LSE: Impact of our Secondary School Readiness Programme
Assessing the impact of our Secondary School Readiness Programme
Our Secondary School Readiness Programme was developed to bridge the learning gap between primary and secondary education in India. Using a combination of teacher training and teaching and learning resources, the programme helps students progress to the level of learning appropriate for the class they are in. It aims to give students a better chance of passing their Class 10 board exams, usually taken when they’re aged 15 to 16 years old, which can have a big impact on future education and employment.
In April 2017, we started to look at the best way to assess the impact of the programme. First, we commissioned the London School of Economics to analyse student test scores. They comparing pre- and post-intervention results in environmental studies, science, social science, English, maths, and Hindi/Odia.
- Students who took part in the Secondary Schools Readiness Programme showed marked improvements in their test results.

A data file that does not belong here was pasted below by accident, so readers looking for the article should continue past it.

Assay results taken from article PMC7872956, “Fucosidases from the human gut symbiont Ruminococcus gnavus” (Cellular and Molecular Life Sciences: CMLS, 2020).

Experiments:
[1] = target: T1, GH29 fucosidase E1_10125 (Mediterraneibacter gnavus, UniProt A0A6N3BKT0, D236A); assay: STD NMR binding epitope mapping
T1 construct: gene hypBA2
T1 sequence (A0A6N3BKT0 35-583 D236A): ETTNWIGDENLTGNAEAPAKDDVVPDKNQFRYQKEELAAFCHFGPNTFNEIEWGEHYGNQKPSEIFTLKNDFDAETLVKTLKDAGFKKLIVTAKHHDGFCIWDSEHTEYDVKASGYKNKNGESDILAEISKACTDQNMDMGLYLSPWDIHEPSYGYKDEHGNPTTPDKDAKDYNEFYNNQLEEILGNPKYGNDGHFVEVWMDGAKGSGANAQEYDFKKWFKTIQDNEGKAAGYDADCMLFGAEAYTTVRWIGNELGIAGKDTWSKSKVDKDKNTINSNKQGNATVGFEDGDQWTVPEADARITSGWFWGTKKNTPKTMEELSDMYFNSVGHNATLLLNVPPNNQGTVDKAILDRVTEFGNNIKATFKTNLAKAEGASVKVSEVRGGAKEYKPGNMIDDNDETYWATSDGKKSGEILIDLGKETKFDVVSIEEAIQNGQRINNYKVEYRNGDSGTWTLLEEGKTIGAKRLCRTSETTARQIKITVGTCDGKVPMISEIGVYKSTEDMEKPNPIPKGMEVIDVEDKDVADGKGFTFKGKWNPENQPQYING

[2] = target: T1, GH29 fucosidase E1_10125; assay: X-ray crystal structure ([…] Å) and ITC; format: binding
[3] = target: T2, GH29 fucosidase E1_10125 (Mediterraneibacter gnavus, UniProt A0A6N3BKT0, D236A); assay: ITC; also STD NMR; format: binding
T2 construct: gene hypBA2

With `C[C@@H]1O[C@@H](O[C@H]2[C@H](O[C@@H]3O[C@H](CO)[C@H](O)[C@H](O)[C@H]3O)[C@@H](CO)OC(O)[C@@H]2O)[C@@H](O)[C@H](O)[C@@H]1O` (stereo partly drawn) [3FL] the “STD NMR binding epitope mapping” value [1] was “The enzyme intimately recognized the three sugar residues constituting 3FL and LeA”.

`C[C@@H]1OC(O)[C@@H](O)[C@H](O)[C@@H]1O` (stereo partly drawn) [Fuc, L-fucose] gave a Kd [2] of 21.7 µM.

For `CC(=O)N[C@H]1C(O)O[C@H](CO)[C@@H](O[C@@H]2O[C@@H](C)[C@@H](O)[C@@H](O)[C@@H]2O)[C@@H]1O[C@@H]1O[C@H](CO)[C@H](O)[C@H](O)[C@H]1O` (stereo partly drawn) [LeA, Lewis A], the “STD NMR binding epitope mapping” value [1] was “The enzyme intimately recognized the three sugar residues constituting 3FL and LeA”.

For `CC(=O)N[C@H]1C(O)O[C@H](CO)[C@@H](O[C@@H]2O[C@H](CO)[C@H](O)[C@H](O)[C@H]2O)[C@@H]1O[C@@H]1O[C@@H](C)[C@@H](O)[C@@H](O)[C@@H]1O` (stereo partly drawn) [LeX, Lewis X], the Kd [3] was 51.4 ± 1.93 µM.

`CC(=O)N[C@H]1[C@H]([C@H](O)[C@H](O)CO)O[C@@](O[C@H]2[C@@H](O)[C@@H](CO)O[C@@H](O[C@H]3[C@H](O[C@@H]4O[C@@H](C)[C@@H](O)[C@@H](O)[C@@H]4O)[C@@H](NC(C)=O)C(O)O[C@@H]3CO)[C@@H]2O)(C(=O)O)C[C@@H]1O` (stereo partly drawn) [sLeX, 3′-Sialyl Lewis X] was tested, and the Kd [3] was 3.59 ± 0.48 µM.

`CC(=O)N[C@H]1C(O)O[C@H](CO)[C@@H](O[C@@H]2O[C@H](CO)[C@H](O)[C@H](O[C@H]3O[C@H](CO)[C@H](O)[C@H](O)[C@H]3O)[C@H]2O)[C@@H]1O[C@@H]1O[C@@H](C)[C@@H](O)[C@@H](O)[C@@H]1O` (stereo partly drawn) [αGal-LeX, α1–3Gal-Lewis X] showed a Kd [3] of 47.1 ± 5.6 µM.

- The programme had the biggest impact on language.
- LSE’s study gave us proof of concept to commission a full randomised control trial in 2018 involving 300 secondary schools.
- Students experienced marked improvements in their scores before and after the programme was delivered
- In Sambalpur, the average gain in test scores is highest in Odia (9.7% points) and lowest in science (1.2% points).
- In Hardoi, the average gain is highest in Hindi (13.3% points) and lowest in environmental studies (3.03% points).
- There is a positive correlation between test score gains and attendance across the whole of the programme
- The association is robust for mathematics and weakest for science.
This study helped us decide how to best evaluate the Secondary Schools Readiness Programme. We went on to commission Abdul Latif Jameel Poverty Action Lab (J-PAL) South Asia to rigorously evaluate the programme’s impact on student learning, and its cost effectiveness.
For more key findings, download our research pilot report
“The LSE’s analysis provided proof of concept that the Secondary School Readiness Project could bridge the learning gap for secondary school students. This gave us the confidence to fund JPAL South Asia to conduct a full randomised impact evaluation.”